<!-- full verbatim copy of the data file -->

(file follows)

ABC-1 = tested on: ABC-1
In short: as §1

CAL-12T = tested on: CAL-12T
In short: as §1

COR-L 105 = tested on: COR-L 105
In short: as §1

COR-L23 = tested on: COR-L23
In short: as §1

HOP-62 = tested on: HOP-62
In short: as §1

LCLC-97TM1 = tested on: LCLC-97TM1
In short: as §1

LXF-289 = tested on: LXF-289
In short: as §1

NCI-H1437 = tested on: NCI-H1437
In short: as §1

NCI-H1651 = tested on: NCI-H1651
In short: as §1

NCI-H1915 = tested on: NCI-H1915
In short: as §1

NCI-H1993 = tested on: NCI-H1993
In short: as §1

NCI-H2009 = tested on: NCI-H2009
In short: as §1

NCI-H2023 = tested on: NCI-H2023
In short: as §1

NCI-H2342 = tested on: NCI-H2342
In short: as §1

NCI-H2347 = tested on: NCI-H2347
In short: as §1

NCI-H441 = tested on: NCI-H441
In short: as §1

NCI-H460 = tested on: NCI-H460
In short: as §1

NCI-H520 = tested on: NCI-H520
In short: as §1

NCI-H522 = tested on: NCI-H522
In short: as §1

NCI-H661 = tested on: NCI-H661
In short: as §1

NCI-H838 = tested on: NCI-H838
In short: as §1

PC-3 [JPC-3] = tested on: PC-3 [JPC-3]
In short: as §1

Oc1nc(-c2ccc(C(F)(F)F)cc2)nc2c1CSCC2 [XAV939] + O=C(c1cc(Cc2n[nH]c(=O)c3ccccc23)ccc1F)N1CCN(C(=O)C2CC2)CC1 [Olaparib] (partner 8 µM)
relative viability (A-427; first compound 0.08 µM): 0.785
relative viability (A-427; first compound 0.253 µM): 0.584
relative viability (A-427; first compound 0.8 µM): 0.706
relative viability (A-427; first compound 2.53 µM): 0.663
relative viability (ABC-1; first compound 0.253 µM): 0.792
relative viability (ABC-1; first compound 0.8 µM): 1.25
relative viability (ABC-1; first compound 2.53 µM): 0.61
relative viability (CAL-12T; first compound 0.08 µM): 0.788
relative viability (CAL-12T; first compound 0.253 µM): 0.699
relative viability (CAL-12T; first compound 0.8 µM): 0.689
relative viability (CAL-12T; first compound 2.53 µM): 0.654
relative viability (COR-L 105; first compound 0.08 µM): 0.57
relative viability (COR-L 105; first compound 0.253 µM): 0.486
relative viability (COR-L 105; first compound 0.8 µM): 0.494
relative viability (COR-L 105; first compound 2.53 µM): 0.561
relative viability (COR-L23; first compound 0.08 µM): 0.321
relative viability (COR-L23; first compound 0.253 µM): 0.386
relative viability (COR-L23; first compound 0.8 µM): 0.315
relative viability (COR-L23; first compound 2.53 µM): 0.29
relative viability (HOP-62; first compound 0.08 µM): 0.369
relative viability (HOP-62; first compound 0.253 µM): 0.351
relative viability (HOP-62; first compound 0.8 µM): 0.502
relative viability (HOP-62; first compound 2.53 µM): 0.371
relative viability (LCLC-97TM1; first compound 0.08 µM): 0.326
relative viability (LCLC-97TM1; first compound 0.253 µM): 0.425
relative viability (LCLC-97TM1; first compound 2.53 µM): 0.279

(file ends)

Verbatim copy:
ABC-1 = tested on: ABC-1
In short: as §1

CAL-12T = tested on: CAL-12T
In short: as §1

COR-L 105 = tested on: COR-L 105
In short: as §1

COR-L23 = tested on: COR-L23
In short: as §1

HOP-62 = tested on: HOP-62
In short: as §1

LCLC-97TM1 = tested on: LCLC-97TM1
In short: as §1

LXF-289 = tested on: LXF-289
In short: as §1

NCI-H1437 = tested on: NCI-H1437
In short: as §1

NCI-H1651 = tested on: NCI-H1651
In short: as §1

NCI-H1915 = tested on: NCI-H1915
In short: as §1

NCI-H1993 = tested on: NCI-H1993
In short: as §1

NCI-H2009 = tested on: NCI-H2009
In short: as §1

NCI-H2023 = tested on: NCI-H2023
In short: as §1

NCI-H2342 = tested on: NCI-H2342
In short: as §1

NCI-H2347 = tested on: NCI-H2347
In short: as §1

NCI-H441 = tested on: NCI-H441
In short: as §1

NCI-H460 = tested on: NCI-H460
In short: as §1

NCI-H520 = tested on: NCI-H520
In short: as §1

NCI-H522 = tested on: NCI-H522
In short: as §1

NCI-H661 = tested on: NCI-H661
In short: as §1

NCI-H838 = tested on: NCI-H838
In short: as §1

PC-3 [JPC-3] = tested on: PC-3 [JPC-3]
In short: as §1

Oc1nc(-c2ccc(C(F)(F)F)cc2)nc2c1CSCC2 [XAV939] + O=C(c1cc(Cc2n[nH]c(=O)c3ccccc23)ccc1F)N1CCN(C(=O)C2CC2)CC1 [Olaparib] (partner 8 µM)
relative viability (A-427; first compound 0.08 µM): 0.785
relative viability (A-427; first compound 0.253 µM): 0.584
relative viability (A-427; first compound 0.8 µM): 0.706
relative viability (A-427; first compound 2.53 µM): 0.663
relative viability (ABC-1; first compound 0.253 µM): 0.792
relative viability (ABC-1; first compound 0.8 µM): 1.25
relative viability (ABC-1; first compound 2.53 µM): 0.61
relative viability (CAL-12T; first compound 0.08 µM): 0.788
relative viability (CAL-12T; first compound 0.253 µM): 0.699
relative viability (CAL-12T; first compound 0.8 µM): 0.689
relative viability (CAL-12T; first compound 2.53 µM): 0.654
relative viability (COR-L 105; first compound 0.08 µM): 0.57
relative viability (COR-L 105; first compound 0.253 µM): 0.486
relative viability (COR-L 105; first compound 0.8 µM): 0.494
relative viability (COR-L 105; first compound 2.53 µM): 0.561
relative viability (COR-L23; first compound 0.08 µM): 0.321
relative viability (COR-L23; first compound 0.253 µM): 0.386
relative viability (COR-L23; first compound 0.8 µM): 0.315
relative viability (COR-L23; first compound 2.53 µM): 0.29
relative viability (HOP-62; first compound 0.08 µM): 0.369
relative viability (HOP-62; first compound 0.253 µM): 0.351
relative viability (HOP-62; first compound 0.8 µM): 0.502
relative viability (HOP-62; first compound 2.53 µM): 0.371
relative viability (LCLC-97TM1; first compound 0.08 µM): 0.326
relative viability (LCLC-97TM1; first compound 0.253 µM): 0.425
relative viability (LCLC-97TM1; first compound 2.53 µM): 0.279